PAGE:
I was asked, recently, what I thought of the rise of CGI actors. Since George Lucas broke the seal with the universally abhorred Jar Jar Binks, more and more computers are stepping up for acting duties. Computerized Yoda put puppeteered Yoda to shame, Harry Potter's Dobby integrated seamlessly, and this summer's Hulk is, for the first time, not a big guy in green body paint. But so far the best of them all has been the pathetic little Gollum.
Tortured and wrought wretched by the lure of the One Ring, Gollum is a withered, piteous creature. Driven mad and twisted by his loss of the One Ring decades ago, he is compelled to haunt Middle-earth, searching everywhere for the only thing in the world he ever cared for, his "precious."
Peter Jackson faced a daunting task (and the daunting glare of generations of critical fanboys) when he decided to adapt Tolkien's Lord of the Rings. When it was announced that Gollum would be completely CGI, visions of Jar Jar danced in fans' heads. The final product showed that Jackson had indeed made the right choice.
Gollum, in the film, is a tiny, wretched, gaunt little freak. Imagine Andy Dick without the afro. There was really no way that an actor in a costume would be able to sufficiently portray the type of age and abuse this tiny figure had undergone. His limbs were distended while his hands and feet were hugely oversized.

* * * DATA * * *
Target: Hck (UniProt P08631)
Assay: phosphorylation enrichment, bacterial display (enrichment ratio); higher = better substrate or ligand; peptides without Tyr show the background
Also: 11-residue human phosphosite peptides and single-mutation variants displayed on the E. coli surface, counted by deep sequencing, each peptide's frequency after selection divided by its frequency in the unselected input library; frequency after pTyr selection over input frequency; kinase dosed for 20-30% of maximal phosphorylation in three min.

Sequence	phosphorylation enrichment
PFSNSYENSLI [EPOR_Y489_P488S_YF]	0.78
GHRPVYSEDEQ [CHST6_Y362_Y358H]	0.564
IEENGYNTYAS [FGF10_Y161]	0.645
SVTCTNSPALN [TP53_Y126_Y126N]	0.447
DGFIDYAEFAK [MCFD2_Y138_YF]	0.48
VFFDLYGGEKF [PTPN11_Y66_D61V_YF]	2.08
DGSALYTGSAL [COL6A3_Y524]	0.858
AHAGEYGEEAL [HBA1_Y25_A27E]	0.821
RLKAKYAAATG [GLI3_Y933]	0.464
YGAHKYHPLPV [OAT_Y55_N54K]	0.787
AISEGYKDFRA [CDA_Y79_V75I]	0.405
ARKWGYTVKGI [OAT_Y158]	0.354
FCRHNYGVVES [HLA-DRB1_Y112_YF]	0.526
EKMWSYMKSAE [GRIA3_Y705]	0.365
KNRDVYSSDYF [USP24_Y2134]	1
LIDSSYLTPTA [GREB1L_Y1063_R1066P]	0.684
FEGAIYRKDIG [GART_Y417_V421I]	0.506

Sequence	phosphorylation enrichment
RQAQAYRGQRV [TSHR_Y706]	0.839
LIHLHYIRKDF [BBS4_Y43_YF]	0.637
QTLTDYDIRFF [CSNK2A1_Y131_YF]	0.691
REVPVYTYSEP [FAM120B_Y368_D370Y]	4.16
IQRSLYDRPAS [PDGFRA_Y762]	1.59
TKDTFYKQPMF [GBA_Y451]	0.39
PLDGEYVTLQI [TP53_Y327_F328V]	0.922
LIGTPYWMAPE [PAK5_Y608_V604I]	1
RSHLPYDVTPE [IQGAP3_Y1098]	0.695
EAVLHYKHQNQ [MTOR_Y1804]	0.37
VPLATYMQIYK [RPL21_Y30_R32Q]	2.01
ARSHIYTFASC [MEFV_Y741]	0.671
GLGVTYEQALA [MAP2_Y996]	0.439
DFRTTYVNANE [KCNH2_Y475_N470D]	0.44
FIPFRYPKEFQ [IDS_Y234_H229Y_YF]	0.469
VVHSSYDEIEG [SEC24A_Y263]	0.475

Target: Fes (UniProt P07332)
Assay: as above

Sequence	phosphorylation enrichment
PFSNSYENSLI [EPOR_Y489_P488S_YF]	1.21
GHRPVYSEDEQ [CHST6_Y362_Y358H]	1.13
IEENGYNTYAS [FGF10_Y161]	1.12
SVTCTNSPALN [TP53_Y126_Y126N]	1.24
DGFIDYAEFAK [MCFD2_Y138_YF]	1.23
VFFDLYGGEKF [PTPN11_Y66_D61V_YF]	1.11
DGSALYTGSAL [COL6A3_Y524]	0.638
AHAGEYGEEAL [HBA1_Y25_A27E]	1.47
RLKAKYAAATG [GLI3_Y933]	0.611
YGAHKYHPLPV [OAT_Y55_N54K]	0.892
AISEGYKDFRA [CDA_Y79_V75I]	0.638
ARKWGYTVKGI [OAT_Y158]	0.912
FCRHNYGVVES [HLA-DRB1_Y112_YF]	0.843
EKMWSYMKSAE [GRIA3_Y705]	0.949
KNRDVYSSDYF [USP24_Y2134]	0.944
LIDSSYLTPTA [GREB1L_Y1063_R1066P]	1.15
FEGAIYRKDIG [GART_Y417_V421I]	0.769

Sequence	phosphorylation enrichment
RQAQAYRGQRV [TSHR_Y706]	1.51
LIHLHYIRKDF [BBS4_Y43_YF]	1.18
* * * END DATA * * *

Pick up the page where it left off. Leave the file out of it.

The sculpt on Gollum is wonderfully creepy. I don't know
if ToyBiz based the sculpt on the computer data (as they did for the Cave Troll) or if it was done by hand, but every wrinkle, every scar is represented. His big round head has the few strands of hair that clung tenaciously to his scalp, his wicked rotten teeth interlock jaggedly, and his humongous eyes stare forward with malice. He's wearing his tattered loincloth, and you can peek at his little Hobbit if you want.
In recreating Gollum's tiny frame, standard peg joints would have been too weak or too bulky to adequately support him. Instead, ToyBiz made him bendy to better allow fans to get him into those squatty poses seen in the film. So while Gollum has no articulation, he's got almost limitless poseability. Gollum's huge feet (more than an inch long each) give him a big stable base so he won't fall over.
Gollum comes with a stone outcropping base. There's a spindly tree sprouting from the rock, and pressing a button lets you hear Gollum's hissing cry for "My precious!" It's a pretty loud voice, which seems to be a typical choice for all ToyBiz's LotR figures. Still, it's quite clear and exactly what was heard in the film. So creepy!
So, what do I think of all these CGI characters? Andy Serkis may not have appeared onscreen, but it was his movements and his voice that gave Gollum life, not simply an animator moving a mouse. New Line Cinema was right to try to get Serkis a Best Supporting Actor Oscar nomination, even if based solely on the dialogue between Smeagol and Gollum. Not only did Serkis deserve a nomination, but his performance was easily better than Chris Cooper's. Of course, last year Fellowship was better than A Beautiful Mind, but it didn't win either.